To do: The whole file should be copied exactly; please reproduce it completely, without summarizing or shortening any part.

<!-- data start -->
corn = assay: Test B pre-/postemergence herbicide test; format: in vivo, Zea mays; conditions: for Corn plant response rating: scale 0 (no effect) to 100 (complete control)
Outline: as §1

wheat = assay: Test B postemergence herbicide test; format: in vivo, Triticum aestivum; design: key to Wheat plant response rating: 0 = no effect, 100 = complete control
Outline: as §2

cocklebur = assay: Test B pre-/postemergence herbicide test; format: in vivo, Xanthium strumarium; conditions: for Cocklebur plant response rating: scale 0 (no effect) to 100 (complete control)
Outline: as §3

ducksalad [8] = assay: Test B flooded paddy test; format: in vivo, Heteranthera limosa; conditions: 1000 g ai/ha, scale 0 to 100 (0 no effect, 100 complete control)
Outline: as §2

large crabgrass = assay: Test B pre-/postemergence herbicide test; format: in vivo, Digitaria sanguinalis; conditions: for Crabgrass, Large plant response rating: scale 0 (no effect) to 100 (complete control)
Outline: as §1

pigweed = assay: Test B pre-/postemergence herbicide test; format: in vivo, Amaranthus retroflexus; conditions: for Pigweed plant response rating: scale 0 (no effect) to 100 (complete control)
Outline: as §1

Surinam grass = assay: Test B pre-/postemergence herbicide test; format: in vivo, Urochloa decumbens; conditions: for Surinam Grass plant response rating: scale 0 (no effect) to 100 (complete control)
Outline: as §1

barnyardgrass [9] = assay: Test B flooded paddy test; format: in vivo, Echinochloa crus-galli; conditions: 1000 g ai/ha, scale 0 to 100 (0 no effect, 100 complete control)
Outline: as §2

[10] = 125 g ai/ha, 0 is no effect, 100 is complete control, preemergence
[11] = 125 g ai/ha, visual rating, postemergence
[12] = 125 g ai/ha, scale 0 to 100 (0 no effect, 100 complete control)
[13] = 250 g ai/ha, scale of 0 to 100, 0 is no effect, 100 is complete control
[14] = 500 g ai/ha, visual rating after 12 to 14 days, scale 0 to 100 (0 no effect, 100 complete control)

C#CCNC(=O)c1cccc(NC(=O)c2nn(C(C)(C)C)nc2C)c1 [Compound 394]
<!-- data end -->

corn = assay: Test B pre-/postemergence herbicide test; format: in vivo, Zea mays; conditions: for Corn plant response rating: scale 0 (no effect) to 100 (complete control)
Outline: as §1

wheat = assay: Test B postemergence herbicide test; format: in vivo, Triticum aestivum; design: key to Wheat plant response rating: 0 = no effect, 100 = complete control
Outline: as §2

cocklebur = assay: Test B pre-/postemergence herbicide test; format: in vivo, Xanthium strumarium; conditions: for Cocklebur plant response rating: scale 0 (no effect) to 100 (complete control)
Outline: as §3

ducksalad [8] = assay: Test B flooded paddy test; format: in vivo, Heteranthera limosa; conditions: 1000 g ai/ha, scale 0 to 100 (0 no effect, 100 complete control)
Outline: as §2

large crabgrass = assay: Test B pre-/postemergence herbicide test; format: in vivo, Digitaria sanguinalis; conditions: for Crabgrass, Large plant response rating: scale 0 (no effect) to 100 (complete control)
Outline: as §1

pigweed = assay: Test B pre-/postemergence herbicide test; format: in vivo, Amaranthus retroflexus; conditions: for Pigweed plant response rating: scale 0 (no effect) to 100 (complete control)
Outline: as §1

Surinam grass = assay: Test B pre-/postemergence herbicide test; format: in vivo, Urochloa decumbens; conditions: for Surinam Grass plant response rating: scale 0 (no effect) to 100 (complete control)
Outline: as §1

barnyardgrass [9] = assay: Test B flooded paddy test; format: in vivo, Echinochloa crus-galli; conditions: 1000 g ai/ha, scale 0 to 100 (0 no effect, 100 complete control)
Outline: as §2

[10] = 125 g ai/ha, 0 is no effect, 100 is complete control, preemergence
[11] = 125 g ai/ha, visual rating, postemergence
[12] = 125 g ai/ha, scale 0 to 100 (0 no effect, 100 complete control)
[13] = 250 g ai/ha, scale of 0 to 100, 0 is no effect, 100 is complete control
[14] = 500 g ai/ha, visual rating after 12 to 14 days, scale 0 to 100 (0 no effect, 100 complete control)

C#CCNC(=O)c1cccc(NC(=O)c2nn(C(C)(C)C)nc2C)c1 [Compound 394]